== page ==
Prevent Milky Eyes in Senior Dogs with Milk Thistle
My dogs Sheba and Tiki, both 13 years old, get lots of compliments on their eyes. It’s not just that they’re deep, brown, and amazingly soulful. Perhaps I sound biased, but I believe 91 years of life experience – i.e. 13 times 7 – will impart a profound look to anyone’s eyes (just wait and see).
The windows of my best friends’ souls are also impressively clear, without the heavy cloud cover one would expect in the eyes of such superannuated dogs. So, what’s our secret? Milk thistle.
One of nature’s most potent antioxidants, milk thistle is a plant – its proper Latin name is Silybum Marianum – that supports healthy liver function (it’s good for the kidneys too). Maintaining optimal liver health is especially important in senior dogs, who’ve had long lifetimes of exposure to a variety of damaging chemical substances. Medications such as antibiotics, conventional parasite prevention, whether administered orally or topically, undergoing anesthesia for anything from emergency surgery to routine dentistry, all take a toll on the liver, the organ that acts as a filter for the entire body, ridding it of toxins.
Now add to that liver load the extra stress of inhaling the exquisitely polluted air of New York City, our home town. Dogs are especially vulnerable to automobile emissions; as they walk along on the street, their snouts are directly at exhaust-pipe level.
The liver is an amazing organ, but it could use some backup, especially after years of hard work. Living strong depends on having a strong liver. Hepatoprotection – the ten-dollar word for liver support – is especially important for anyone who has undergone chemotherapy, which can take a huge toll on the liver. Oncologists frequently recommend milk thistle to human cancer patients for this reason, and it’s equally important for dogs undergoing chemotherapy.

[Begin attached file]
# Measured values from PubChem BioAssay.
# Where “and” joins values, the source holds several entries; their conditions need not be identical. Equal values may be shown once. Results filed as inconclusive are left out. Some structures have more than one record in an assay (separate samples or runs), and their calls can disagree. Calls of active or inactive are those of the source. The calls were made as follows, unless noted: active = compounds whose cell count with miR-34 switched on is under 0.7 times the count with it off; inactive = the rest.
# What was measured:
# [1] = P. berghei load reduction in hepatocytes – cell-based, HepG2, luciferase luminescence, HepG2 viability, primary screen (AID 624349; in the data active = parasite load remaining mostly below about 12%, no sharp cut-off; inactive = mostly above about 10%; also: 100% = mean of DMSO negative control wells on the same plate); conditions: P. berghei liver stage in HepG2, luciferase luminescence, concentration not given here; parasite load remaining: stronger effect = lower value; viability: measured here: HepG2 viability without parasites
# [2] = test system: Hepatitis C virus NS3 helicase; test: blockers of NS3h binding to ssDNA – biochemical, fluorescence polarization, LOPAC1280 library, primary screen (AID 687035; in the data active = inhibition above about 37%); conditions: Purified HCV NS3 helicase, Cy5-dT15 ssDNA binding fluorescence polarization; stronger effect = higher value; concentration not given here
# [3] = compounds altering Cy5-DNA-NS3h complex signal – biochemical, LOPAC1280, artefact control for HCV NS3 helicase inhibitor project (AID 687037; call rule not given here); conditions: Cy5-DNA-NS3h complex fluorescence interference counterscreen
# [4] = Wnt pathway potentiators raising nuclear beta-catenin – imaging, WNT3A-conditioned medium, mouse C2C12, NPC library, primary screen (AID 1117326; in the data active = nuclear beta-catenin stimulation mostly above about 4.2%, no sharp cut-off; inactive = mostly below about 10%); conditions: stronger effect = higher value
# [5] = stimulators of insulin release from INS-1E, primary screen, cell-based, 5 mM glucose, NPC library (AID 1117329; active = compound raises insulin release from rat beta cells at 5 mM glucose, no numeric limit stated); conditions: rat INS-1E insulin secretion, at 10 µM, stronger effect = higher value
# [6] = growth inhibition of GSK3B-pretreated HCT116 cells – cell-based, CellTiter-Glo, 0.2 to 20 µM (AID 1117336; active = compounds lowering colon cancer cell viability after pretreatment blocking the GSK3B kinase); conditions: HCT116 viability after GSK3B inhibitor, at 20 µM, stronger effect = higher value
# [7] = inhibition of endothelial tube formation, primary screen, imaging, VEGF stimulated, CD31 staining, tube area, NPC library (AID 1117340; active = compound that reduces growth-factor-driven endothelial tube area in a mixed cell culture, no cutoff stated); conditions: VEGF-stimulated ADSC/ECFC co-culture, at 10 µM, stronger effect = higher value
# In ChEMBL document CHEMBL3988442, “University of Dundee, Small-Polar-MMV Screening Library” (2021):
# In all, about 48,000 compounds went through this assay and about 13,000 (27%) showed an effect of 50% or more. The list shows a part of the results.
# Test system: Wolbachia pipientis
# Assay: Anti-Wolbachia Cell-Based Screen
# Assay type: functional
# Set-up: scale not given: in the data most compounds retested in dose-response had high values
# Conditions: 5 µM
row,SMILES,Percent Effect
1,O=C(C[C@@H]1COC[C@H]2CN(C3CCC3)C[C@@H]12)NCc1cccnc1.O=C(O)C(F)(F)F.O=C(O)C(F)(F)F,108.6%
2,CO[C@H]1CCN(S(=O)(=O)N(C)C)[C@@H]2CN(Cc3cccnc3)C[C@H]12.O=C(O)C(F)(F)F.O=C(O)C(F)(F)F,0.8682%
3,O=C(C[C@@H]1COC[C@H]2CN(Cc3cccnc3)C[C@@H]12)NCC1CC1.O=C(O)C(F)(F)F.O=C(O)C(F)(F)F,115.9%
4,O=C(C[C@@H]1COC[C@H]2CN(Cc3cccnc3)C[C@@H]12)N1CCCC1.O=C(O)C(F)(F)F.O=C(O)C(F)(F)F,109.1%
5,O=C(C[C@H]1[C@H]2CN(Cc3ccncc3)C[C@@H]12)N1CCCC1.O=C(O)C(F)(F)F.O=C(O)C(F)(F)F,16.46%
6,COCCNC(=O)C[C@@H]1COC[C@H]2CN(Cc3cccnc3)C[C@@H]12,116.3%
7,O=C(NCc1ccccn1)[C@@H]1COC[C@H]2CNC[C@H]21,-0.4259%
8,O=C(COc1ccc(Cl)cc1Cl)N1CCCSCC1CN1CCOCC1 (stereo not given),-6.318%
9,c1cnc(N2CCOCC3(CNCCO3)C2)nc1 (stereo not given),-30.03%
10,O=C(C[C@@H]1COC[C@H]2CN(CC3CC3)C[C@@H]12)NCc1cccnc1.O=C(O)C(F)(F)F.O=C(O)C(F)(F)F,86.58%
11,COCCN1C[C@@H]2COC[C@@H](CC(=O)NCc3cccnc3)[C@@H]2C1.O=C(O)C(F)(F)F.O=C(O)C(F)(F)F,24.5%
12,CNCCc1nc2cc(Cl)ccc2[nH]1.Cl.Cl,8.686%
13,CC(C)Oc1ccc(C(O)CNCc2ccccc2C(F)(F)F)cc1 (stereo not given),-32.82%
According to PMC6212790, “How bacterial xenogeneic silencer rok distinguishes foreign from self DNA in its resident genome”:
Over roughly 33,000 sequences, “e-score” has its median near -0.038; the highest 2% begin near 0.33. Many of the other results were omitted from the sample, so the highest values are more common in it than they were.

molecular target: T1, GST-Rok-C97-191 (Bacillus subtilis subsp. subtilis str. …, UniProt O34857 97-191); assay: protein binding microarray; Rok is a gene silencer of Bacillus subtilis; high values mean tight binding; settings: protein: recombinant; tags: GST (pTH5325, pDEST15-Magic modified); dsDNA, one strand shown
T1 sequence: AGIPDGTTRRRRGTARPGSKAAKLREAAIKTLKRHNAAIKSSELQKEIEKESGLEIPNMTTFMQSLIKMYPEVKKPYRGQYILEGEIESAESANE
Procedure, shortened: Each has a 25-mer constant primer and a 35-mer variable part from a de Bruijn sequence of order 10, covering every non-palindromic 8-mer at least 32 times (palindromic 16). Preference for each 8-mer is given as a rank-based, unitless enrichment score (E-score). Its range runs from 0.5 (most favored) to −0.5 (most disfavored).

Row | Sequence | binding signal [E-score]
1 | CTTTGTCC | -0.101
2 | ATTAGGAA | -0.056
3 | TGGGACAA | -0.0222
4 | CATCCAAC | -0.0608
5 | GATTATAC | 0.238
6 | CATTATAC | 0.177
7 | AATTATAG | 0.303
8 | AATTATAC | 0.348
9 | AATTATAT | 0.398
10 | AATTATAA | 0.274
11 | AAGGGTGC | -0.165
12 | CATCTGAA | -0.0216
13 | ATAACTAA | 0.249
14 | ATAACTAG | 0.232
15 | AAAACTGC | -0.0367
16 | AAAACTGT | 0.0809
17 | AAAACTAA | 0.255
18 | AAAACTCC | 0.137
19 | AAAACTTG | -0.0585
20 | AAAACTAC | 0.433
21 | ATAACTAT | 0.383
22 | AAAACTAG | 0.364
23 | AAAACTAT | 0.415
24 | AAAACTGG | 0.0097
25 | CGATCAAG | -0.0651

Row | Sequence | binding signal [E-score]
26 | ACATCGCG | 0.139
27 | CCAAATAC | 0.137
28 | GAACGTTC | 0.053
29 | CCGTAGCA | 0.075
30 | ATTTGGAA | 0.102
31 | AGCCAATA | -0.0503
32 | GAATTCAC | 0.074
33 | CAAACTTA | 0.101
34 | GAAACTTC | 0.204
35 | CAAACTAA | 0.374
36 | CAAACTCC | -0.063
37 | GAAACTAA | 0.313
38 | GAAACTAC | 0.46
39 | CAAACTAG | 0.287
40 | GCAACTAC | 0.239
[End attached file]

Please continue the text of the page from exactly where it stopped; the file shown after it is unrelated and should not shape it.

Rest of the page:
Incidentally, homeopaths believe that you can also support this vital organ by…eating liver. With that in mind, I sometimes treat my dogs to liver-flavored canned food or freeze-dried liver treats. Hey, it can’t hurt – and the dogs certainly don’t complain.
My holistic vet sells me milk thistle produced by Buck Mountain Botanicals; the product is organic and very pure, hence its high potency. According to Buck Mountain’s Dr. Terence Fox, liver and eye health are closely linked, so taking milk thistle daily can actually help prevent and, in some cases, even reverse cloudy eyes in senior dogs.
Since learning this, my senior dogs have not missed a single dose; I sneak one capsule of milk thistle into each of their twice-daily meals. (They are large dogs, so if you have a small dog, half a capsule will do.) Just push the capsule into canned food, which disguises it nicely, or deliver it in a piece of cheese.
You can also open the capsule and sprinkle out its contents over food, but be warned that very finicky dogs might not eat their food this way, as milk thistle tastes bitter, and you wouldn’t want it going to waste. My less-discriminating dogs have been fine with the taste of sprinkled milk thistle, so long as it’s “sweetened” with a dash of organic cinnamon and a splash of Omega-3 fish oil. Yum!
If any of my dogs happen to undergo anesthesia for any surgical procedure, I double their milk thistle dose for a week afterward, to be sure their liver and kidneys won’t be unduly compromised. If you’re using lots of this excellent stuff, it’s more cost-effective to purchase milk thistle seeds that you grind yourself in a nut grinder dedicated for that purpose. The amount of one capsule is a scant half-teaspoon.
Encouraged by the positive results in my dogs, I’ve been diligent about taking milk thistle every day myself. I’ve been known to dip into my dogs’ stash when I run low on my mainstay, Blue Bonnet brand.
Here’s a helpful hint: Any time you happen to have one too many at the cocktail hour, take a couple of milk thistle capsules before crashing. This will eliminate the need for any wild “hair of the dog” remedy you could think to concoct the morning after, I promise, and you’ll be in great shape for the early-morning dog walk!
Courtesy of Julia Szabo, DOGSTER